A federal judge will determine whether an Anderson church can exit bankruptcy with a lighter debt load, over objections from its bank lender, after a church scheme to profit by selling life insurance on its elderly members failed.
U.S. Bankruptcy Judge Frank J. Otte took the case under advisement late Tuesday after a one-day bench trial in Indianapolis. A ruling is expected in a matter of weeks.
The case pits Fort Wayne-based lender Star Financial Bank against the Lindberg Road Church of Christ, which in 2006 took out life insurance on 11 members, hoping the proceeds would help finance church upgrades.
The church filed for bankruptcy reorganization earlier this year after it failed to hammer out a settlement with the bank, which is owed about $2 million. The church's attorneys want the court to relieve most of the debt, based on the failure of the life-insurance strategy it claims Star endorsed.
Star's attorneys say the bank's underwriting did not rely on life-insurance proceeds, and a bank employee warned the church it shouldn't rely on them, either. The bank believes the church can afford to pay because the loans also were backed by the church's real estate, which was recently appraised at $2.4 million.
David Kleiman, an attorney for the church, in his opening statement asked the court to "rectify a terrible wrong" and called the bank's actions "deceitful."
He said the church only intended to borrow $700,000, but the bank insisted on selling a "dangerous product" to a "small, unsophisticated church." He argued a series of internal bank documents that make up the backbone of the church's case show the bank ignored internal warnings and those from other banks, and left the church in the dark about the risks it was facing.
"This is the perfect case to really carry out what we've always said, that the bankruptcy court is a court of equity," argued Kleiman, of Benesch Friedlander Coplan & Aranoff LLP, adding later about Star's employees: "They're not bad people. They simply ignored their customer. They didn't do the things any bank should do."
Star tried to block the church from presenting internal bank documents as part of its case, but Judge Otte ruled for the church, saying "the story needs to be told" because of the "extremely unusual circumstances" of the case.
Attorneys for the bank have suggested the church is trying to use the failed investment, known as Life Legacy, as a scapegoat to erase its obligation to repay loans whose proceeds paid for tangible church improvements.
The bank extended about $1.8 million for improvements, including for a child care center, before agreeing to boost the credit extended to $2.5 million so the church could pay life insurance premiums on $4.35 million in coverage of elderly members.
"Life Legacy was an option the church wanted but not the only option discussed," said attorney Thomas C. Scherer, of Bingham Greenebaum Doll, who represents Star Financial.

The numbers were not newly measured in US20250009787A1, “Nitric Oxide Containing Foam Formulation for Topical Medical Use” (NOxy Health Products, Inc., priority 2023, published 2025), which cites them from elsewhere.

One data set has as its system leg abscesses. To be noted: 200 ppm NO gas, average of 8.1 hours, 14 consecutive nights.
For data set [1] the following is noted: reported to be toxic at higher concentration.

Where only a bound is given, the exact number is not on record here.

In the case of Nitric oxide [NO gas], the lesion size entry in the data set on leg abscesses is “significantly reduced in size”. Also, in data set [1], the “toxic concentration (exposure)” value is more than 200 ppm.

Scherer noted the life insurance strategy was not a bank program, but rather a product pushed by Total Financial Group of Carmel, which approached the church separately.
The bank called as a witness Jack Harter, a former loan officer for Star who is now with Mainsource Bank. Harter said Star's underwriting did not lean on life-insurance proceeds for collateral. After all, the bank viewed the church's real estate as worth $2.4 million.
The church's proposed exit plan calls for Lindberg Road to pay Star $507,000, plus 4-percent interest, over 25 years. The remainder of the debt, $1.5 million, would be secured by the life insurance policies. Star’s objection argues the policies can’t serve as collateral.
The lone witness for the church—board member, elder and office manager Sherrill Allred—said he's confident the church can afford to make the payments. The total figure is based on what the church would still owe on the $700,000 it originally intended to borrow.
Allred said his confidence is based in large part on a lease with the affiliated school, which has agreed to pay $5,500 per month, though Allred acknowledged on the stand that the school is three months behind on rent.
The judge is expected to either accept the church's exit plan or send the parties back to the drawing board.
The church is not alone in facing financial troubles stemming from a reliance on life-insurance proceeds. The pattern is typical of life-insurance-finance programs that were promoted and sold to charities and churches across the country in recent years, usually with bad results for buyers, insurance experts told IBJ for a story in October.
The key to the plan was the insurance, which was supposed to pay off either in death benefits or through a sale of the policies on the secondary market. Neither avenue materialized, as too few church members died, and the secondary market dried up during the recession.